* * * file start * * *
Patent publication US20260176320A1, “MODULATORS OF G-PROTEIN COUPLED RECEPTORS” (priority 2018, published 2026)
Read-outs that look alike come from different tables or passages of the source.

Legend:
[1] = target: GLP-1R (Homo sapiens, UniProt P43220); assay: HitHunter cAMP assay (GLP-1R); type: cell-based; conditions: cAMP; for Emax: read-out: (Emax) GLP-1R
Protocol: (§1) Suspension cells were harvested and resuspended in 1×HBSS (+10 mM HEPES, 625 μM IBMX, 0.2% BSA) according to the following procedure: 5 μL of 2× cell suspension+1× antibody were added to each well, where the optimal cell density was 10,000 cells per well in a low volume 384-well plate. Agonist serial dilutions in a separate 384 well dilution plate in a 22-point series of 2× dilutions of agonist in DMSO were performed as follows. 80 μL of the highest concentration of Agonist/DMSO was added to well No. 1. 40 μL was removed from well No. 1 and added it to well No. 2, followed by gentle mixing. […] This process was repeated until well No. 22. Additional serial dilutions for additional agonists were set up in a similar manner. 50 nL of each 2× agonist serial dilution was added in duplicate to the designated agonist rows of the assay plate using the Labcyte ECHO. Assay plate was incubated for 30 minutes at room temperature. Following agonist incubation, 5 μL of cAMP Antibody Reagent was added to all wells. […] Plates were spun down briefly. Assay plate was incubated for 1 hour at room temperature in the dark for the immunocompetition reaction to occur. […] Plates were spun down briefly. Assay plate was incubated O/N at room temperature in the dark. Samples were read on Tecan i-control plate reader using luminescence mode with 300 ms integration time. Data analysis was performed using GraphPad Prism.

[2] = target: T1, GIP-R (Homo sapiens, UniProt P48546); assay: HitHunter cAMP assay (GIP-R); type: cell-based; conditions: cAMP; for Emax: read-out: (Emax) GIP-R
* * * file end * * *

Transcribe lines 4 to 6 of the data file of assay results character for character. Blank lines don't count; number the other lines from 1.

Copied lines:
[1] = target: GLP-1R (Homo sapiens, UniProt P43220); assay: HitHunter cAMP assay (GLP-1R); type: cell-based; conditions: cAMP; for Emax: read-out: (Emax) GLP-1R
Protocol: (§1) Suspension cells were harvested and resuspended in 1×HBSS (+10 mM HEPES, 625 μM IBMX, 0.2% BSA) according to the following procedure: 5 μL of 2× cell suspension+1× antibody were added to each well, where the optimal cell density was 10,000 cells per well in a low volume 384-well plate. Agonist serial dilutions in a separate 384 well dilution plate in a 22-point series of 2× dilutions of agonist in DMSO were performed as follows. 80 μL of the highest concentration of Agonist/DMSO was added to well No. 1. 40 μL was removed from well No. 1 and added it to well No. 2, followed by gentle mixing. […] This process was repeated until well No. 22. Additional serial dilutions for additional agonists were set up in a similar manner. 50 nL of each 2× agonist serial dilution was added in duplicate to the designated agonist rows of the assay plate using the Labcyte ECHO. Assay plate was incubated for 30 minutes at room temperature. Following agonist incubation, 5 μL of cAMP Antibody Reagent was added to all wells. […] Plates were spun down briefly. Assay plate was incubated for 1 hour at room temperature in the dark for the immunocompetition reaction to occur. […] Plates were spun down briefly. Assay plate was incubated O/N at room temperature in the dark. Samples were read on Tecan i-control plate reader using luminescence mode with 300 ms integration time. Data analysis was performed using GraphPad Prism.

[2] = target: T1, GIP-R (Homo sapiens, UniProt P48546); assay: HitHunter cAMP assay (GIP-R); type: cell-based; conditions: cAMP; for Emax: read-out: (Emax) GIP-R